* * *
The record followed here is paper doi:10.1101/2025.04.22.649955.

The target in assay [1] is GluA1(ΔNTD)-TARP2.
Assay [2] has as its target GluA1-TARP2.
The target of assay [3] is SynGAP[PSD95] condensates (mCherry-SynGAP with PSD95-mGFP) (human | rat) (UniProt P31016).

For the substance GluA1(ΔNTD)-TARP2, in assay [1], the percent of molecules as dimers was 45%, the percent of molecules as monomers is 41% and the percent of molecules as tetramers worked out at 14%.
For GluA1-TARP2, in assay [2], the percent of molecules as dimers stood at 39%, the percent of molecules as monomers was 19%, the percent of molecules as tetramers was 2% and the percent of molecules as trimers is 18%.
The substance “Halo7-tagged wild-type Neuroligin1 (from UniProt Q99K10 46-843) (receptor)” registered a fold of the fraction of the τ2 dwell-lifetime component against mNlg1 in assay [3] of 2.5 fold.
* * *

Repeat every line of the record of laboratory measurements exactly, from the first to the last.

The record followed here is paper doi:10.1101/2025.04.22.649955.

The target in assay [1] is GluA1(ΔNTD)-TARP2.
Assay [2] has as its target GluA1-TARP2.
The target of assay [3] is SynGAP[PSD95] condensates (mCherry-SynGAP with PSD95-mGFP) (human | rat) (UniProt P31016).

For the substance GluA1(ΔNTD)-TARP2, in assay [1], the percent of molecules as dimers was 45%, the percent of molecules as monomers is 41% and the percent of molecules as tetramers worked out at 14%.
For GluA1-TARP2, in assay [2], the percent of molecules as dimers stood at 39%, the percent of molecules as monomers was 19%, the percent of molecules as tetramers was 2% and the percent of molecules as trimers is 18%.
The substance “Halo7-tagged wild-type Neuroligin1 (from UniProt Q99K10 46-843) (receptor)” registered a fold of the fraction of the τ2 dwell-lifetime component against mNlg1 in assay [3] of 2.5 fold.